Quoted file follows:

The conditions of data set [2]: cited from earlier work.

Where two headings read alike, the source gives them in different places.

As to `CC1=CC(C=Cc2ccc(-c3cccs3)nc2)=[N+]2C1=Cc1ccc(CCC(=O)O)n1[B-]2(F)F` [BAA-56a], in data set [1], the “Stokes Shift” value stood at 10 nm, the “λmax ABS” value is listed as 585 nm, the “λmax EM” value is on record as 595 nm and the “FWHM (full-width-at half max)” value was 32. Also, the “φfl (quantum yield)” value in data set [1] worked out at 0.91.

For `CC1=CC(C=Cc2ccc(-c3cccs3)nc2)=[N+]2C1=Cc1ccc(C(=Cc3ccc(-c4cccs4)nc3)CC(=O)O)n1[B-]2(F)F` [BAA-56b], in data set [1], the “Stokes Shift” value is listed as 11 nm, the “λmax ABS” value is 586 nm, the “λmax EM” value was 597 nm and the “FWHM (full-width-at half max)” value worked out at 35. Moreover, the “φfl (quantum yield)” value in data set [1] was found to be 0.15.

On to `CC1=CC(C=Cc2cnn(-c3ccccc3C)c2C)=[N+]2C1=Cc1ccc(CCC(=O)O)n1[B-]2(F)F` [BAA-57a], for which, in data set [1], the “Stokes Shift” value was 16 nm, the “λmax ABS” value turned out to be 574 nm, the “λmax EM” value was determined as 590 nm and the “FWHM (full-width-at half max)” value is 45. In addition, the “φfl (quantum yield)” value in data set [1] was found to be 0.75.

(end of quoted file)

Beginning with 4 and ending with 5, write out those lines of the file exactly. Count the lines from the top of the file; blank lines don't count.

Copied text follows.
For `CC1=CC(C=Cc2ccc(-c3cccs3)nc2)=[N+]2C1=Cc1ccc(C(=Cc3ccc(-c4cccs4)nc3)CC(=O)O)n1[B-]2(F)F` [BAA-56b], in data set [1], the “Stokes Shift” value is listed as 11 nm, the “λmax ABS” value is 586 nm, the “λmax EM” value was 597 nm and the “FWHM (full-width-at half max)” value worked out at 35. Moreover, the “φfl (quantum yield)” value in data set [1] was found to be 0.15.

On to `CC1=CC(C=Cc2cnn(-c3ccccc3C)c2C)=[N+]2C1=Cc1ccc(CCC(=O)O)n1[B-]2(F)F` [BAA-57a], for which, in data set [1], the “Stokes Shift” value was 16 nm, the “λmax ABS” value turned out to be 574 nm, the “λmax EM” value was determined as 590 nm and the “FWHM (full-width-at half max)” value is 45. In addition, the “φfl (quantum yield)” value in data set [1] was found to be 0.75.